James Fredrickson was a railroad man, a lifelong devotee of the Northern Pacific Railway and its operations in the Puget Sound area.
The Tacoma native was dedicated to preserving his career employer’s most prominent artifacts — including Tacoma’s Union Station, now a federal courthouse — and some of its most arcane, filling the basement, garage and a bedroom of his North End home with the railroad’s memorabilia.
Fredickson died April 15 at 89.
He was an accomplished photographer who wrote three books on the Northern Pacific — featuring his photos — that were published by Washington State University Press.
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“His basement was one of the most famous basements in Tacoma,” said Ronald Magden, 89, a fellow historian and friend for more than 60 years. “Everything was stacked all the way to the stringers.
“If you asked him for something, it might take a year or two, but he would find it.”
Fredrickson’s collection contained countless Northern Pacific items — pins, locks, advertisements, timetables, personnel records, anything upon which one could affix its distinctive logo. It also included more than 12,000 of his photos, which dated to his teenage years, before he started working for the railroad.
The transcontinental railroad had its western terminus in Tacoma and had a major rail yard complex in South Tacoma.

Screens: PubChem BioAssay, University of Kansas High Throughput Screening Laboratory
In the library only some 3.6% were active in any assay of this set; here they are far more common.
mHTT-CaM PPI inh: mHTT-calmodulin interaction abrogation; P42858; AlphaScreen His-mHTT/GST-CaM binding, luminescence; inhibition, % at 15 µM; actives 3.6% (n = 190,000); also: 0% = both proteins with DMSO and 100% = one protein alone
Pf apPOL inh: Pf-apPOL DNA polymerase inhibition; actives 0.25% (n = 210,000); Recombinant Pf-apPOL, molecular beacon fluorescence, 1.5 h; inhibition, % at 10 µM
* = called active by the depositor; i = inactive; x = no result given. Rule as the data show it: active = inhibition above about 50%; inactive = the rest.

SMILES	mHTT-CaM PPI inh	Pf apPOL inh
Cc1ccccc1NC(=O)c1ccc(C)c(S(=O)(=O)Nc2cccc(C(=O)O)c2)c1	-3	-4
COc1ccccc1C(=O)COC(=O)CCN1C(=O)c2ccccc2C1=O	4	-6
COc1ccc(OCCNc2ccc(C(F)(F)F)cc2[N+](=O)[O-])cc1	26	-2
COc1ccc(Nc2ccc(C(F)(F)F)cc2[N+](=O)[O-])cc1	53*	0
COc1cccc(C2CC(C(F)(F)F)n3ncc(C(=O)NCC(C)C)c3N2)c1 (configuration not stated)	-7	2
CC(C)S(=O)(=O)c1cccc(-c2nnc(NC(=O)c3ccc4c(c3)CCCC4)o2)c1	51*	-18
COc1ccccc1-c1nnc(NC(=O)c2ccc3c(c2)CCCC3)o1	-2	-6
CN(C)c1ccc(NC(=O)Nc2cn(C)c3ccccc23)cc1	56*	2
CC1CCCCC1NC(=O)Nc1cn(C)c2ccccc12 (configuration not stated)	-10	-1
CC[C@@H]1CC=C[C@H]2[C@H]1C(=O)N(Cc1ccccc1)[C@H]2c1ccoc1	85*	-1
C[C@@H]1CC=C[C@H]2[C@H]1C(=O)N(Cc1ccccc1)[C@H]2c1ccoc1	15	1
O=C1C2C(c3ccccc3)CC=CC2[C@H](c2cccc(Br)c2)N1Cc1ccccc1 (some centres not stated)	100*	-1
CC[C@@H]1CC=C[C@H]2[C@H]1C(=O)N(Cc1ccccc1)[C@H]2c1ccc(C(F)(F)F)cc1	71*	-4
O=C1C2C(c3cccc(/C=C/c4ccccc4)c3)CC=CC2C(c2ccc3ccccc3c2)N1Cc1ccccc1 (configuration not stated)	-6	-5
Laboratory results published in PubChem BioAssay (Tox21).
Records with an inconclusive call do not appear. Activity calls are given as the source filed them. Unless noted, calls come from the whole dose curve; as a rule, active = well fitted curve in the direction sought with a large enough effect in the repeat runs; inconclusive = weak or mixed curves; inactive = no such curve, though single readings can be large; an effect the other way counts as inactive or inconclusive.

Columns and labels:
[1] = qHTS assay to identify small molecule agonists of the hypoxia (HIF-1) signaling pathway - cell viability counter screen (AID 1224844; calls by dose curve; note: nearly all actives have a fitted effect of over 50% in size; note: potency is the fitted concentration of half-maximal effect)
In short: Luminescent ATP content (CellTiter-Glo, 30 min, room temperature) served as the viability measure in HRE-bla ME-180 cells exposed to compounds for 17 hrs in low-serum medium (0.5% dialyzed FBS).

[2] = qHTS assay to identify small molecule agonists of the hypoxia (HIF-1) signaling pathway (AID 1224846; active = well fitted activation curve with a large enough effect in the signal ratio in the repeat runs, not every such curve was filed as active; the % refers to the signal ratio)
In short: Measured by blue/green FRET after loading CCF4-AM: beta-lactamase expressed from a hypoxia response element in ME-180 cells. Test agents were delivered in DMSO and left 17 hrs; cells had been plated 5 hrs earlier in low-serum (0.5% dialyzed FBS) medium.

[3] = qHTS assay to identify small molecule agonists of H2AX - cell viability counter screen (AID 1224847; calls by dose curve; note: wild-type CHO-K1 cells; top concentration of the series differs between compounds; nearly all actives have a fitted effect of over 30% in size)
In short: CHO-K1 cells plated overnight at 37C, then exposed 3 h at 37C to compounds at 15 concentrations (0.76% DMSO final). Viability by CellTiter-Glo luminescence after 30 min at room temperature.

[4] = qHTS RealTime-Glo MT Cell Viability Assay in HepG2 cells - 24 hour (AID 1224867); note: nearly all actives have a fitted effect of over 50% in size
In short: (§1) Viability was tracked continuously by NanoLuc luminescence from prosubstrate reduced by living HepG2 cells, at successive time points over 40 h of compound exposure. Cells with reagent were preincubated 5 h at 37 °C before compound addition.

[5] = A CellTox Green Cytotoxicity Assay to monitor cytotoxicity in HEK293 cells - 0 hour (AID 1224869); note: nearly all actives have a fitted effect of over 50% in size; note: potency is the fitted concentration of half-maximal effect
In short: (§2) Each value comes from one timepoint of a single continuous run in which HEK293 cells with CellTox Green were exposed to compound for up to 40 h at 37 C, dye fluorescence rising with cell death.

Fredrickson started working for Northern Pacific in 1943, when he was attending Stadium High School. As a “call boy,” he pulled graveyard shifts at Union Station before class in the morning, giving orders to conductors, brakemen and engineers.
He quickly became a telegraph operator at the station while attending the University of Washington, working to tell other stations when trains were coming and — occasionally — learning of derailed trains and accidents.
In 1947, he went to the small station at McCarver Street and Ruston Way with a co-worker to meet the new girl from Idaho, a fellow telegrapher. Her name was Cereta Curtis, and she soon became his wife. They were married for nearly 70 years.
Fredrickson became a dispatcher for Northern Pacific — regarded as one of the region’s best, multiple friends said — before retiring in 1981 from the Burlington Northern Railroad, which had been formed from the Northern Pacific and other railroads in 1970.
Magden met Fredrickson through bicycling, and it turned out their wives were best friends growing up in the Idaho town of St. Maries.
They became much closer in retirement, with Magden delivering coffee at least one Sunday a month to Fredrickson’s house and helping with whatever research project he was working on.
“I never heard a cross word out of him in all those years,” Magden said. “He didn’t say anything if he didn’t like it. He didn’t say anything, he didn’t correct you, he didn’t try to change it — he just let it go.”
Magden was among the people who spent five years cataloging Fredrickson’s items. There was a standing date on Wednesday afternoons to go through the garage, basement and bedroom, and much of the collection ended up at the Pacific Northwest Railroad Archive in Burien.